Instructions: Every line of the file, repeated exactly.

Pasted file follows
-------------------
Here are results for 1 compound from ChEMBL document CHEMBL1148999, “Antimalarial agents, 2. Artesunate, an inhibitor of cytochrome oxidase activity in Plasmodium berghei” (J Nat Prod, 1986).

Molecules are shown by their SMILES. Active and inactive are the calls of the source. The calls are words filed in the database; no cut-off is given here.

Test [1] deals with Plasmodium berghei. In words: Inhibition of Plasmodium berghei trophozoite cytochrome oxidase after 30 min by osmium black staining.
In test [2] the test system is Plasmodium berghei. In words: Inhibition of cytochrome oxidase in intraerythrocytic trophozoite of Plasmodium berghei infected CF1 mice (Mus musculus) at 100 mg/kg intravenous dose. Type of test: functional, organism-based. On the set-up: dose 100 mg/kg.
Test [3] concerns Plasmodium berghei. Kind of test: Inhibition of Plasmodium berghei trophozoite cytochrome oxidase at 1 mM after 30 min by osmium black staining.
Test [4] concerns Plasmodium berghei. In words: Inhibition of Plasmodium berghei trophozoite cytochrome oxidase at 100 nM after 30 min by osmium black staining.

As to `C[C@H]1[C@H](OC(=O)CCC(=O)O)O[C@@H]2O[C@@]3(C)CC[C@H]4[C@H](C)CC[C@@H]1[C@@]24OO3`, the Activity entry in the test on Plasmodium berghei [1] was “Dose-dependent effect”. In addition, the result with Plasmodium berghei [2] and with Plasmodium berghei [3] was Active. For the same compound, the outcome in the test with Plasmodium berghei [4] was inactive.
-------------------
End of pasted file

Here are results for 1 compound from ChEMBL document CHEMBL1148999, “Antimalarial agents, 2. Artesunate, an inhibitor of cytochrome oxidase activity in Plasmodium berghei” (J Nat Prod, 1986).

Molecules are shown by their SMILES. Active and inactive are the calls of the source. The calls are words filed in the database; no cut-off is given here.

Test [1] deals with Plasmodium berghei. In words: Inhibition of Plasmodium berghei trophozoite cytochrome oxidase after 30 min by osmium black staining.
In test [2] the test system is Plasmodium berghei. In words: Inhibition of cytochrome oxidase in intraerythrocytic trophozoite of Plasmodium berghei infected CF1 mice (Mus musculus) at 100 mg/kg intravenous dose. Type of test: functional, organism-based. On the set-up: dose 100 mg/kg.
Test [3] concerns Plasmodium berghei. Kind of test: Inhibition of Plasmodium berghei trophozoite cytochrome oxidase at 1 mM after 30 min by osmium black staining.
Test [4] concerns Plasmodium berghei. In words: Inhibition of Plasmodium berghei trophozoite cytochrome oxidase at 100 nM after 30 min by osmium black staining.

As to `C[C@H]1[C@H](OC(=O)CCC(=O)O)O[C@@H]2O[C@@]3(C)CC[C@H]4[C@H](C)CC[C@@H]1[C@@]24OO3`, the Activity entry in the test on Plasmodium berghei [1] was “Dose-dependent effect”. In addition, the result with Plasmodium berghei [2] and with Plasmodium berghei [3] was Active. For the same compound, the outcome in the test with Plasmodium berghei [4] was inactive.